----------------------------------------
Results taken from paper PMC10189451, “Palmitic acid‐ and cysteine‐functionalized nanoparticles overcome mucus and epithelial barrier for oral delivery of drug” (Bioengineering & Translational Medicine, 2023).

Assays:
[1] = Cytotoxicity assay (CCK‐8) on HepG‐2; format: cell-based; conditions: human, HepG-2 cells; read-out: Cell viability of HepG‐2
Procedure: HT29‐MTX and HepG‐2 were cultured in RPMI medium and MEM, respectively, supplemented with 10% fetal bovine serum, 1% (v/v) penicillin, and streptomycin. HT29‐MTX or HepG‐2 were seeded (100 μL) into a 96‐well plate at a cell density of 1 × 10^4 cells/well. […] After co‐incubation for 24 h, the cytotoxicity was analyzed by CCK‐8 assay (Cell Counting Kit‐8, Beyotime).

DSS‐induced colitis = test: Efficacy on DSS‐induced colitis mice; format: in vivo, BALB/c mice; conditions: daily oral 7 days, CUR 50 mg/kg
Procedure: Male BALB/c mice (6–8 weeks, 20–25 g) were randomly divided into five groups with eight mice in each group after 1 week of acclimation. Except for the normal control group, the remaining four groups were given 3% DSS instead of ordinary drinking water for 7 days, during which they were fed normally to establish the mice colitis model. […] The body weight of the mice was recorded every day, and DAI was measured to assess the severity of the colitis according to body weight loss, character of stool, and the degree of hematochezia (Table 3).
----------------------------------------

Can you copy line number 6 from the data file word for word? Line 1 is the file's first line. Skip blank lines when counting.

Procedure: Male BALB/c mice (6–8 weeks, 20–25 g) were randomly divided into five groups with eight mice in each group after 1 week of acclimation. Except for the normal control group, the remaining four groups were given 3% DSS instead of ordinary drinking water for 7 days, during which they were fed normally to establish the mice colitis model. […] The body weight of the mice was recorded every day, and DAI was measured to assess the severity of the colitis according to body weight loss, character of stool, and the degree of hematochezia (Table 3).